Although Pugliese’s treatment of tempo is more dramatic, Di Sarli’s performance is by no means void of drama, either. He has the full scale of dynamics at his disposal, which he also uses, and the dramatic baritone voice of Jorge Durán paints the gloomy story in rich colors.

Di Sarli and Pugliese on the Dance Floor

It is a well-known fact that there hardly is a tango class where Di Sarli won’t be played, but Pugliese is seldom heard, at least at elementary to intermediate level classes. In milongas, Di Sarli has been so popular that some DJ’s even refuse to play his music anymore, but Pugliese has always been something you only should play well after midnight when less experienced dancers have already withdrawn from the battle field.

Considering our findings about tempo, it is quite clear why dancers find it easy and safe to dance to Di Sarli, thanks to the regular beat that never pulls the rug from under your feet. With Pugliese, you will really have to listen to the music and find the beat when there is one. When there is no beat, you should calm down, take a closer embrace with your partner and concentrate on small and slow movements or adornments. When the beat is back again and gets passionate, you would express it with powerful walking, whooshing sacadas or whatever rhythmic you might find appropriate. That’s art!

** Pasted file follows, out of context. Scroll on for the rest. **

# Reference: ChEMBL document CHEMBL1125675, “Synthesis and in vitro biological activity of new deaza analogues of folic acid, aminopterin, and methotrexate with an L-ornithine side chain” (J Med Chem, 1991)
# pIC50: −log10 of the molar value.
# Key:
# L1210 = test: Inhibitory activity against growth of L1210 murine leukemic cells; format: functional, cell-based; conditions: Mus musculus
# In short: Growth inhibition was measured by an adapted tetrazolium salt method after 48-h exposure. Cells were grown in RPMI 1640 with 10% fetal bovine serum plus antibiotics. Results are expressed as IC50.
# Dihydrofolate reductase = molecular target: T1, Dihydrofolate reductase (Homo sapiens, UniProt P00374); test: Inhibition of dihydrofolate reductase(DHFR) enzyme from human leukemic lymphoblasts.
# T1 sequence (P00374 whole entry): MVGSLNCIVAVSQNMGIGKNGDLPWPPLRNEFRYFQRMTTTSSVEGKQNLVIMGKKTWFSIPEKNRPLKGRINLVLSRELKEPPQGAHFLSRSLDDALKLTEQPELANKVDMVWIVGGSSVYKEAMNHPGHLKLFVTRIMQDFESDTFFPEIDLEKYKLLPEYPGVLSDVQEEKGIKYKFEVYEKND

On the average one could characterize Di Sarli’s music as cool and Pugliese’s as passionate knowing that this is not the whole truth. Another point of view we might find interesting is that history records tell us how Pugliese mainly played at places favored by the working class where boleos, ganchos and other daring figures were often seen, whereas Di Sarli’s audience was more high society dancing in a more restrained manner.

Anyway, both Carlos Di Sarli and Osvaldo Pugliese have a permanent place in our hearts as tango lovers. Although a bit different, their music represents the very core of Golden Age tango and the romantic tendency within it.

Tiempos viejos y nuevos: A Short History of Tempo

by Heikki 23. December 2012 00:32

Dancers often speak of “high energy” and “low energy” tangos, but what do they mean by energy? Is it something proportionate to the amount of sweat they perspire during dancing or is it something mystic, kind of an astral body of music? My approach here is neither that physical nor that spiritual. Instead, I’ll concentrate on a measurable, perceptional phenomenon that highly contributes to one’s experience of the energy of music.